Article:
Standing in line at Starbucks today, I couldn’t help but fall in love with the tiny tutu-sporting toddler just ahead of me.
As her mom pointed out all the snack options, the little girl, rocking rhinestones and a feather crown considered her options (seriously, where on God’s green earth can I dress this way and still be considered a fully functional, mentally stable adult woman? Because if such a place exists, I’m buying a plane ticket, like, now).
She eyed the pastries, told her mom the cranberry walnut muffin might be good and finally settled on a chocolate doughnut.
“I’ve never tasted a doughnut before,” my new little role model said.
The cashier handed the treat over and jokingly tried to sell the girl on a banana instead.
“It would be healthier,” her mom said. The little girl barely gave the fruit a second glance and dug right into her sugary selection.
“It’s good!” she told her mom.
Don’t get me wrong, please. I’m well aware of the childhood obesity epidemic and the rampant health problems associated with poor nutrition and yadda yadda yadda.
I understand that moderation isn’t often a word associated with American dietary habits and processed foods are basically destroying our nation’s youth (Michael Pollan is a professor at my journalism school and I worship him, so trust me, I get it!).
But when I see little girls (or boys for that matter) making food choices from a place completely independent of guilt or conscience or caloric judgement, I just find it kind of beautiful and heartbreaking. When do we lose that freedom and become completely, utterly screwed up?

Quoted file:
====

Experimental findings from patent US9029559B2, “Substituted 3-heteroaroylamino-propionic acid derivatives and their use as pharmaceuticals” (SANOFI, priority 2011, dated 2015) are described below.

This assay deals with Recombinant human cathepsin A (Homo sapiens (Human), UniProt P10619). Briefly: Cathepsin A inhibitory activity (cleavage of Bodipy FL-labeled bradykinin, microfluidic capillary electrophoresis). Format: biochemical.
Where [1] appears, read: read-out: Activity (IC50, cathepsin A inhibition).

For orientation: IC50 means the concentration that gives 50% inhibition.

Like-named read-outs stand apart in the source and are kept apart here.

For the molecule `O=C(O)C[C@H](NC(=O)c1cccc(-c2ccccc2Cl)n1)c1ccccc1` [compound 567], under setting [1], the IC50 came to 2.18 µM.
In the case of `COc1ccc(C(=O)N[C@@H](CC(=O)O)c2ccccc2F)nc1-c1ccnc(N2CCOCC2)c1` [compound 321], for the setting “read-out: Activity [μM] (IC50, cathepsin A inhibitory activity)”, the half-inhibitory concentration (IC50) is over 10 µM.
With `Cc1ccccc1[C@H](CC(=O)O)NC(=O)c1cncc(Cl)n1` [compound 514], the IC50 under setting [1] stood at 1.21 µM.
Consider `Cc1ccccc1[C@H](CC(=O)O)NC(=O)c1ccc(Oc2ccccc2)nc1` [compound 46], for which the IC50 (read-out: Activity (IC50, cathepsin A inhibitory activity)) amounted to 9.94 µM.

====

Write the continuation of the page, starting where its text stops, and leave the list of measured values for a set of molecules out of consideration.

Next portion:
I’ve done a lot of writing about body image and the media and read a lot of amazing works on cultural standards of female beauty (Naomi Wolf should rock your world if she hasn’t already). It’s an area I feel insanely passionate, angry and hypocritical about. I’ll preach to death about every woman’s right to love her body and turn right around and berate myself for each and every flaw.
Observing little kids’ attitudes toward food and their bodies is so insanely eye-opening. There had to have been a point at which we were all that liberated and acted on hunger cues and cravings, not self-flagellation and sample size aspiration.
I have a niece who’s not even two. She loves her belly. Like, absolutely adores it. She flaunts it around, rubs it gleefully and just very clearly enjoys occupying every inch of her own skin. Do I have to worry that fashion magazines are going to change that? Are the Victoria’s Secret Angels going to send her self-esteem spiraling? Will she one day solely judge her worth on how closely her abs approximate Megan Fox’s (though let’s be brutally honest, Megan might be in her thirties by the time my niece is at risk for insecurity and Hollywood will likely have replaced her with someone younger, thinner and sexier – scary, right?)?
I know how naive and totally impractical it is to tell everyone to just embrace their bodies the way little kids do. I mean, are you really going to channel your 3-year-old cousin’s body confidence the next time you try on ill-fitting jeans or see any picture ever printed of Blake Lively? Probably not.
But if you’re still searching for a 2012 resolution (or you’ve burnt out on Master Cleansing), it might be nice to consider a commitment to turning back the mental clock—back to a time before you learned to think anything was wrong with your body. Do you even remember when that was? For me, it was dancing pantsless in my parents’ living room to Madonna’s ‘True Blue’ (pants were basically optional to me until age 7).
Take a second, think of that time in your life, and just remember that you didn’t always feel bad about the way you look. And you don’t always have to.
And maybe get yourself a doughnut.